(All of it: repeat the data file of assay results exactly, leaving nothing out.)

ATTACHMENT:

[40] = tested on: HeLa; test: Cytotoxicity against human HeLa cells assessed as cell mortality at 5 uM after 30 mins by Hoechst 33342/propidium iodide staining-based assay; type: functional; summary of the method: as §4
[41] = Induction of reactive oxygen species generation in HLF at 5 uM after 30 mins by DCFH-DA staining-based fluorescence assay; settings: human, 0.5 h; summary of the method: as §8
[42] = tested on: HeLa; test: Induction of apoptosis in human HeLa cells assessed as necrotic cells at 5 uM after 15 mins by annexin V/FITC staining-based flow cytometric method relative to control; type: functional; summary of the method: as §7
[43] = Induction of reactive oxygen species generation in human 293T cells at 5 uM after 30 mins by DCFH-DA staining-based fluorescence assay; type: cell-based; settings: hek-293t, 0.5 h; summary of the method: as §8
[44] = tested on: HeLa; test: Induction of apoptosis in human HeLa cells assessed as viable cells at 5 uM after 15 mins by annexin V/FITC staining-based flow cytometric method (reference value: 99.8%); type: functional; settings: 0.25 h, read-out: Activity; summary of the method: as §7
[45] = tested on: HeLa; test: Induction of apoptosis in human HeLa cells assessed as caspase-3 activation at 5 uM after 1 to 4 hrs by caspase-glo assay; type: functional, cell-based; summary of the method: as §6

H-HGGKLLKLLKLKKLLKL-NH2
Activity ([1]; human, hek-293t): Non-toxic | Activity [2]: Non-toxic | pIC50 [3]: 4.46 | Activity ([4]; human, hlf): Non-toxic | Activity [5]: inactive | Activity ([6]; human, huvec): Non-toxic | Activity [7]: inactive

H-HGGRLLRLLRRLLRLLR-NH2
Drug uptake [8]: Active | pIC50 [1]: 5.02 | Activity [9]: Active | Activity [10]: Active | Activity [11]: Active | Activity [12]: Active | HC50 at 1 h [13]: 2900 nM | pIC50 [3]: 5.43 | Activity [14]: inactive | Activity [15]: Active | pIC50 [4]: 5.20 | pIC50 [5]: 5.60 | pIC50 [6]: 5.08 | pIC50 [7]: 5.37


[40] = tested on: HeLa; test: Cytotoxicity against human HeLa cells assessed as cell mortality at 5 uM after 30 mins by Hoechst 33342/propidium iodide staining-based assay; type: functional; summary of the method: as §4
[41] = Induction of reactive oxygen species generation in HLF at 5 uM after 30 mins by DCFH-DA staining-based fluorescence assay; settings: human, 0.5 h; summary of the method: as §8
[42] = tested on: HeLa; test: Induction of apoptosis in human HeLa cells assessed as necrotic cells at 5 uM after 15 mins by annexin V/FITC staining-based flow cytometric method relative to control; type: functional; summary of the method: as §7
[43] = Induction of reactive oxygen species generation in human 293T cells at 5 uM after 30 mins by DCFH-DA staining-based fluorescence assay; type: cell-based; settings: hek-293t, 0.5 h; summary of the method: as §8
[44] = tested on: HeLa; test: Induction of apoptosis in human HeLa cells assessed as viable cells at 5 uM after 15 mins by annexin V/FITC staining-based flow cytometric method (reference value: 99.8%); type: functional; settings: 0.25 h, read-out: Activity; summary of the method: as §7
[45] = tested on: HeLa; test: Induction of apoptosis in human HeLa cells assessed as caspase-3 activation at 5 uM after 1 to 4 hrs by caspase-glo assay; type: functional, cell-based; summary of the method: as §6

H-HGGKLLKLLKLKKLLKL-NH2
Activity ([1]; human, hek-293t): Non-toxic | Activity [2]: Non-toxic | pIC50 [3]: 4.46 | Activity ([4]; human, hlf): Non-toxic | Activity [5]: inactive | Activity ([6]; human, huvec): Non-toxic | Activity [7]: inactive

H-HGGRLLRLLRRLLRLLR-NH2
Drug uptake [8]: Active | pIC50 [1]: 5.02 | Activity [9]: Active | Activity [10]: Active | Activity [11]: Active | Activity [12]: Active | HC50 at 1 h [13]: 2900 nM | pIC50 [3]: 5.43 | Activity [14]: inactive | Activity [15]: Active | pIC50 [4]: 5.20 | pIC50 [5]: 5.60 | pIC50 [6]: 5.08 | pIC50 [7]: 5.37